Inside the Climate Battle Quietly Raging about US Homes

Away from the headlines, there’s an important fight happening that is pitting real estate developers and utilities against efforts to make America’s new homes more climate friendly.

Some challenges to US climate action are obvious — like when Donald Trump boasts about leaving the international Paris agreement and rolling back pollution rules.

But many more play out behind the scenes. One of those is the battle over efforts to make America’s new homes and buildings more energy-efficient.

photo of houses.
In the US, the energy used in buildings accounts for more than one-third of heat-trapping emissions, and reducing those emissions is key to the nation’s climate progress. Photo by Design Pics / Alamy Stock Photo.

On one side are the city and state officials trying to go greener, and on the other are real estate developers and the natural gas industry.

The International Code Council, which like the World Series largely concerns Americans, met this week on updating the baseline codes that most states and cities adopt for new buildings. The council is reviewing about two dozen proposals that would, for example, require builders to install electrical outlets near gas stoves that may one day be replaced with electric ones; and to wire enough power to garages where people may one day want to plug in electric cars.

In the US, the energy used in buildings accounts for more than one-third of heat-trapping emissions, and reducing those emissions is key to the nation’s climate progress.

With the stakes high, climate advocates last year launched a campaign to make sure that more climate-minded officials — the ones that set energy and environment rules, in addition to those who enforce code — were involved in the normally obscure process.

The plan worked, and a slate of efficiency measures was approved.

Developers and gas utilities have not been pleased with the outcome.

The industries’ trade groups are appealing, calling the measures costly and premature. They are challenging the government officials’ online votes, saying the new voters were unfairly recruited and go against what committee members and in-person voters decided.

“The developers … they clearly wanted our point of view to be dismissed,” said Stacey Miller, the sustainability program coordinator for Minneapolis and a first-time voter. “But in fact, I feel like we’re the strongest advocates for the public interest. That’s our job as government officials — unlike for-profit or trade organizations where there are other motivations.”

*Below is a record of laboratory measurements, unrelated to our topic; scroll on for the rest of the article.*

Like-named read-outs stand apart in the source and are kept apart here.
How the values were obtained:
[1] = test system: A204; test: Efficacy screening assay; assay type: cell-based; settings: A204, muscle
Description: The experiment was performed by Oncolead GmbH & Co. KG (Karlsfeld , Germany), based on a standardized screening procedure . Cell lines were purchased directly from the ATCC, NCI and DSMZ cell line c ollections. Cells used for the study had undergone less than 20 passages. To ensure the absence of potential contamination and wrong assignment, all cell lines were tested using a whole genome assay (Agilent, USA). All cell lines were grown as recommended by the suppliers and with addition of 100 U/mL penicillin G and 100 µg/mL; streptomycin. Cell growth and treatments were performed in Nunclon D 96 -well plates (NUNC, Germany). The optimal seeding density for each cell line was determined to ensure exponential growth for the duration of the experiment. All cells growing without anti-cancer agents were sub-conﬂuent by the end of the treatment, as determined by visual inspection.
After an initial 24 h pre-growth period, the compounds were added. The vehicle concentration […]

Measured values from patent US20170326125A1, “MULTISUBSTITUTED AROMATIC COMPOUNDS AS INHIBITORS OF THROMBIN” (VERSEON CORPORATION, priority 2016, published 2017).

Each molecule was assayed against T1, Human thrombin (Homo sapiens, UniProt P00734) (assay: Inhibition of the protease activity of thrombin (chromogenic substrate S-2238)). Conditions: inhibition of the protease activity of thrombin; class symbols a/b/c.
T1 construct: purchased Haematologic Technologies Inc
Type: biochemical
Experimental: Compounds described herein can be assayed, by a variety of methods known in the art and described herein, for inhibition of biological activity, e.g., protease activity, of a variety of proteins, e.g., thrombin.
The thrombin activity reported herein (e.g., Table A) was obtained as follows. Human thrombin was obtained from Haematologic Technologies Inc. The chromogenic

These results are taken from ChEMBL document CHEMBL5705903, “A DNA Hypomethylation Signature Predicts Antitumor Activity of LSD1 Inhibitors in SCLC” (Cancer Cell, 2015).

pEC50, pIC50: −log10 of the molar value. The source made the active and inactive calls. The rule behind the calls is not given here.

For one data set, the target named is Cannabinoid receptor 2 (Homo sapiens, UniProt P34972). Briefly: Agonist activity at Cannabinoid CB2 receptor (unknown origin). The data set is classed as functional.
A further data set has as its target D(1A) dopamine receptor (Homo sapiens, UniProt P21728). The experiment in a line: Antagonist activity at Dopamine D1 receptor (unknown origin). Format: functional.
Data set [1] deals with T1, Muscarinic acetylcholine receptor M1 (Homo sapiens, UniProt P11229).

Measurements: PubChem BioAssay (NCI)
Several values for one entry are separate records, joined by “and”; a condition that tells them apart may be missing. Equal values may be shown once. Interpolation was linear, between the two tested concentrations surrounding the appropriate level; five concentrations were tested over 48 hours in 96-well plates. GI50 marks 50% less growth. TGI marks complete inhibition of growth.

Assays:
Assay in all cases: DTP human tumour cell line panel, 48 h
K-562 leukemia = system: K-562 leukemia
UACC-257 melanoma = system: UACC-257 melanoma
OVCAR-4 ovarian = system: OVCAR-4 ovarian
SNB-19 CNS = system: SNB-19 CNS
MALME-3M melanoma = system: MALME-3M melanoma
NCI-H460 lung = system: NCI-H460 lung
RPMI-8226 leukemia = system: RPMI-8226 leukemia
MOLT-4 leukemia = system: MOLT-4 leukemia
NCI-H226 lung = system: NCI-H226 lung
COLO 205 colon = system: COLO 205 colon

Craig Drumheller, assistant vice-president of construction codes and standards for the National Association of Homebuilders, in an interview said there were “holes in the process that got taken advantage of, and those holes need to be plugged.”

In a council hearing on Monday, the Leading Builders Association — another developer trade group — argued that governmental members were “recruited by special interests for the sole purpose of advancing their agenda”.

The gas trade groups — the American Gas Association and the American Public Gas Association (APGA) — both argued that consumers want to keep natural gas because it is affordable and reliable.

Yet none of the proposals would ban gas appliances. They would only make buildings ready for electric ones, in case future homeowners choose them or future policies require them.

Efficiency experts said the industries are up in arms because they fear losing their historical influence over the process for setting model building codes. The New York Times last year revealed a “secret deal” that gives developers an advantage in code-setting.

“Appeals have happened before, but never like this,” said Kim Cheslak, director of the New Buildings Institute.

The final decision for most of the measures is now before the council’s board of directors, and a decision could come later this week or next week, the code council said.

Lauren Urbanek, a senior energy policy advocate with the Natural Resources Defense Council, said while the cities are the ones using the codes, it seems like the board of directors “take the position more often of the builders.”

Madison Neal, a spokeswoman for the council, defended its process as “open, transparent and responsive.” She said anyone can propose code changes but only governmental representatives “who have no financial or business interest in the outcome” make the final vote.

No matter how the model codes turn out, cities are increasingly making plans to shrink building emissions. In 2017, when President Trump issued an executive order that promoted fossil fuels, the US Conference of Mayors responded with its support for climate efforts and said boosting building efficiency is a key way cities can help.

The Democratic presidential candidate, Joe Biden, is also promising to jumpstart efficiency improvements with a plan to retrofit 4 million buildings in his first term.

Alongside Miller, the Minneapolis official, were government workers from San Diego, Boston, Pittsburgh, Columbus, Seattle, Honolulu, Charlotte, and Orlando, as well as small cities like Edina, Minnesota, she said.

“There are few things that are more impactful than energy code,” Miller said. “So we see this as critical, it’s why we took the time to participate in the process.”

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